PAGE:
23. And I’d completely forgotten about how much time is spent discussing the bookshop owner from Catalonia, and the time spent there by Aureliano Babilonia and his friends. Is this the one form of redemption offered to Macondo? The fact that a few of its residents were able to escape via literature, via the mad energy of their Savage Detectives-like youthful impulses?
  24. Another big theme of the book that sunk in for me is the pointlessness of violence, and the damaging effects of war, seen most clearly through the Colonel, who basically becomes a walking corpse. His actual death feels so cruel (I’ve never understood why it follows the carnival scene). Such a withered husk of a man.
  25. The way this book depicts old age, illness, and decay is also commendable.
  26. Additionally, the way García Márquez writes sex scenes was very interesting to me, specifically how he depicts the passion without ever specifically saying what’s exactly going on in terms of, you know, what body part is where…
  27. I love how the chapter in which the ascencison of Remedios the Beauty occurs is also the chapter about the arrival of the cinema to Macondo. Which is more miraculous?
  28. I also love the unexpected parallels that I’d never noticed before in previous readings, the little mirroring moments of which there are surely many (how many are deliberate and how many emerged unconsciously during the writing?). Like José Arcadio Bunedía’s discovery of the skeleton in armor and the galleon beached inland, and then his son’s discovery during his gypsy travels of the preserved armour of a Crusader within the belly of a sea dragon. Two reminders of never-ending cycles of war and violence. This is the kind of book that makes you an active reader: you don’t just react to the text, you remember it while you read it.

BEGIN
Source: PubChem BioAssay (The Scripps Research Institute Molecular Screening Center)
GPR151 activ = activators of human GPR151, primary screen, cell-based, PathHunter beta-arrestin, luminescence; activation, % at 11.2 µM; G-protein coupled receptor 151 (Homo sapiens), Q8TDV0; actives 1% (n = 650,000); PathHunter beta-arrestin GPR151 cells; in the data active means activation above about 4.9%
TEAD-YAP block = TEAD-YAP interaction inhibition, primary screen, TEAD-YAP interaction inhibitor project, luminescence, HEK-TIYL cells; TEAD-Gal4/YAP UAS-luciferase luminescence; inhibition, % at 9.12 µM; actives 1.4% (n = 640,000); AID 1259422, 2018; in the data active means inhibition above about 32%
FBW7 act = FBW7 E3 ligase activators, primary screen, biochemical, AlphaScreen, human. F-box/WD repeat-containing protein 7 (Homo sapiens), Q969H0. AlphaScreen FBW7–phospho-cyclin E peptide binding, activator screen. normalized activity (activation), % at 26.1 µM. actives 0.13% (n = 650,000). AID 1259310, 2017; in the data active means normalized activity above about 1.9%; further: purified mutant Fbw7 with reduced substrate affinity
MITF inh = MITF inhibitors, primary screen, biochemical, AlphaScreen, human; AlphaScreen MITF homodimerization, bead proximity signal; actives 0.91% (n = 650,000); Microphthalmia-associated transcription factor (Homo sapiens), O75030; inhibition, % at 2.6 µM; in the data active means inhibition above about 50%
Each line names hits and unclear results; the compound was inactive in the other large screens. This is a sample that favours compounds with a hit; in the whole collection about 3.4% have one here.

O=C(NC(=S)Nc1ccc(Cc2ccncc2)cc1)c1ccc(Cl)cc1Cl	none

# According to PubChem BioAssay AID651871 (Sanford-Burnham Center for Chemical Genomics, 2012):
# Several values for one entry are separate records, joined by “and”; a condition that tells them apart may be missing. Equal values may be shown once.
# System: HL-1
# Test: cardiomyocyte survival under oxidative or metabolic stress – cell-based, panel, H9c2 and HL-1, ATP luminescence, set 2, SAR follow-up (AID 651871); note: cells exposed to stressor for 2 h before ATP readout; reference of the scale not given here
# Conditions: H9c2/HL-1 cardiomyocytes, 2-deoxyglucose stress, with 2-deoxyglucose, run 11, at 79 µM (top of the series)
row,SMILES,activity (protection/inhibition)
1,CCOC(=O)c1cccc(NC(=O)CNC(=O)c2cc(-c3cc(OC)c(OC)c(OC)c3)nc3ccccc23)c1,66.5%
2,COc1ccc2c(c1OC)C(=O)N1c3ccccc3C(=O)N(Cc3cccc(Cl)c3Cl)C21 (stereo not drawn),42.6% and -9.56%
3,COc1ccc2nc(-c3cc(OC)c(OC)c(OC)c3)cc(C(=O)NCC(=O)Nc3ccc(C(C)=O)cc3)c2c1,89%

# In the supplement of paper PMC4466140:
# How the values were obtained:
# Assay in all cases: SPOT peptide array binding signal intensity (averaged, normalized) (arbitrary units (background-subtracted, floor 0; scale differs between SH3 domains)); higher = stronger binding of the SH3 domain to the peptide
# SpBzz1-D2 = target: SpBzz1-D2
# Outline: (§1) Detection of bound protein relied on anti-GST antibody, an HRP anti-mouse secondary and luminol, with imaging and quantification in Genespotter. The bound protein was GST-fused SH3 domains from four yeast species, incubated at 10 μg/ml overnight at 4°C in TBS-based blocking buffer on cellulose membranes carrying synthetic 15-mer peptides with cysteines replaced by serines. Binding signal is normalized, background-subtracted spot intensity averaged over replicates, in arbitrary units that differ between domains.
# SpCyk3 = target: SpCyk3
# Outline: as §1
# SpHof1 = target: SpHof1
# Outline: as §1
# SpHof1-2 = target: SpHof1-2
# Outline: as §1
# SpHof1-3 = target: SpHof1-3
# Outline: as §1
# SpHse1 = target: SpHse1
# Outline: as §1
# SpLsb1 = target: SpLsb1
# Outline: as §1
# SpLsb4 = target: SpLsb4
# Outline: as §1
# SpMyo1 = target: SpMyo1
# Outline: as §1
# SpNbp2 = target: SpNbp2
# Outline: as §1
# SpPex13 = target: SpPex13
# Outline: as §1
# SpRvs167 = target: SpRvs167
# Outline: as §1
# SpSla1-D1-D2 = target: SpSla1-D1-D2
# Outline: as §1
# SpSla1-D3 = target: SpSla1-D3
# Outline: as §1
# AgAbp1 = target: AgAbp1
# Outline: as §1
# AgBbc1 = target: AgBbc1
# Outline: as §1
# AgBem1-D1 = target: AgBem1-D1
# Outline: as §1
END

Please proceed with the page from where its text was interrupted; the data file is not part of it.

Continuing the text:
29. I want to give the insomnia plague passage to my students in order to provoke a discussion about the connection between words and their meanings. Isn’t it interesting how insomnia ties in to the end, in which everyone forgets the massacre, the wars, the Buendías themselves? Is the insomnia plague a subtle political metaphor for the erasure of memories and stories?
  30. I read an essay which García Márquez wrote early on in his career, about how the documentary impulse that characterized many of the early novels about Colombia’s la violencia period was fundamentally misguided, as they become so gory and obsessed with describing the massacres, the wounds, the desecrated bodies, that they cease to be novels at all. What would García Márquez have made of Part 4 in 2666, with its infamous catalog of corpses?
  31. Speaking of Bolaño, there’s an interesting essay to be written about García Márquez’s use of mirrors and history vs. Bolaño’s…
  32. I could go on to 100, but that would be way too cheesy, so I’ll just stop here :) I’ll save it for the next reread…
Advertisements

Leave a comment

Filed under books, colombia, Gabriel Garcia Marquez, review